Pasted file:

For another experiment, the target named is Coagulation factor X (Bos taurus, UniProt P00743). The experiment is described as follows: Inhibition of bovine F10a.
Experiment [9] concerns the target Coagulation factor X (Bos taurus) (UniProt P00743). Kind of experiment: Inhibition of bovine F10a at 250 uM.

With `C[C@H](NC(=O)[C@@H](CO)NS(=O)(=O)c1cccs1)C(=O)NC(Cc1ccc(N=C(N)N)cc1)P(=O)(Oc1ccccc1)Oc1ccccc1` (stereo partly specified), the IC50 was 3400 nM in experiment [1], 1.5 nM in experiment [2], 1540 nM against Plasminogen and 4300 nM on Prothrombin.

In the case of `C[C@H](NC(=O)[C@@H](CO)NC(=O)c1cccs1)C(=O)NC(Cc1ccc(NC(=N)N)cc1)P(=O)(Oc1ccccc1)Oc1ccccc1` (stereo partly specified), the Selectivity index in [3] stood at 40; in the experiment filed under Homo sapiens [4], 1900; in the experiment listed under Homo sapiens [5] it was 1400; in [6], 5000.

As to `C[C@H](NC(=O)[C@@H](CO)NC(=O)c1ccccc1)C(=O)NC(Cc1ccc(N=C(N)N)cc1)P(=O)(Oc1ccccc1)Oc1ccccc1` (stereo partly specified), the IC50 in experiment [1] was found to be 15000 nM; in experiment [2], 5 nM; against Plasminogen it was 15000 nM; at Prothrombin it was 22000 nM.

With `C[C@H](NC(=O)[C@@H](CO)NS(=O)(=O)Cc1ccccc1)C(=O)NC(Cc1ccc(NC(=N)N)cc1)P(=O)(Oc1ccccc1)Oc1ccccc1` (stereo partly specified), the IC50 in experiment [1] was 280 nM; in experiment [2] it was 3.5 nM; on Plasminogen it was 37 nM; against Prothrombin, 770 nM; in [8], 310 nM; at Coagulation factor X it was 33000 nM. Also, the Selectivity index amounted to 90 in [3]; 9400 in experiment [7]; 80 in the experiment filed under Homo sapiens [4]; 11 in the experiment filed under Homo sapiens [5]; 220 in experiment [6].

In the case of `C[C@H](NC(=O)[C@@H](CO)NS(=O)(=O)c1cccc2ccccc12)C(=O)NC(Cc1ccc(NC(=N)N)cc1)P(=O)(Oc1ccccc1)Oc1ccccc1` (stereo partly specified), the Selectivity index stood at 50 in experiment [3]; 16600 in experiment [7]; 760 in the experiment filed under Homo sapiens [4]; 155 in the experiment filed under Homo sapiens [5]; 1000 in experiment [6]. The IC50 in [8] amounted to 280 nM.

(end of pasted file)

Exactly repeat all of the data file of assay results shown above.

For another experiment, the target named is Coagulation factor X (Bos taurus, UniProt P00743). The experiment is described as follows: Inhibition of bovine F10a.
Experiment [9] concerns the target Coagulation factor X (Bos taurus) (UniProt P00743). Kind of experiment: Inhibition of bovine F10a at 250 uM.

With `C[C@H](NC(=O)[C@@H](CO)NS(=O)(=O)c1cccs1)C(=O)NC(Cc1ccc(N=C(N)N)cc1)P(=O)(Oc1ccccc1)Oc1ccccc1` (stereo partly specified), the IC50 was 3400 nM in experiment [1], 1.5 nM in experiment [2], 1540 nM against Plasminogen and 4300 nM on Prothrombin.

In the case of `C[C@H](NC(=O)[C@@H](CO)NC(=O)c1cccs1)C(=O)NC(Cc1ccc(NC(=N)N)cc1)P(=O)(Oc1ccccc1)Oc1ccccc1` (stereo partly specified), the Selectivity index in [3] stood at 40; in the experiment filed under Homo sapiens [4], 1900; in the experiment listed under Homo sapiens [5] it was 1400; in [6], 5000.

As to `C[C@H](NC(=O)[C@@H](CO)NC(=O)c1ccccc1)C(=O)NC(Cc1ccc(N=C(N)N)cc1)P(=O)(Oc1ccccc1)Oc1ccccc1` (stereo partly specified), the IC50 in experiment [1] was found to be 15000 nM; in experiment [2], 5 nM; against Plasminogen it was 15000 nM; at Prothrombin it was 22000 nM.

With `C[C@H](NC(=O)[C@@H](CO)NS(=O)(=O)Cc1ccccc1)C(=O)NC(Cc1ccc(NC(=N)N)cc1)P(=O)(Oc1ccccc1)Oc1ccccc1` (stereo partly specified), the IC50 in experiment [1] was 280 nM; in experiment [2] it was 3.5 nM; on Plasminogen it was 37 nM; against Prothrombin, 770 nM; in [8], 310 nM; at Coagulation factor X it was 33000 nM. Also, the Selectivity index amounted to 90 in [3]; 9400 in experiment [7]; 80 in the experiment filed under Homo sapiens [4]; 11 in the experiment filed under Homo sapiens [5]; 220 in experiment [6].

In the case of `C[C@H](NC(=O)[C@@H](CO)NS(=O)(=O)c1cccc2ccccc12)C(=O)NC(Cc1ccc(NC(=N)N)cc1)P(=O)(Oc1ccccc1)Oc1ccccc1` (stereo partly specified), the Selectivity index stood at 50 in experiment [3]; 16600 in experiment [7]; 760 in the experiment filed under Homo sapiens [4]; 155 in the experiment filed under Homo sapiens [5]; 1000 in experiment [6]. The IC50 in [8] amounted to 280 nM.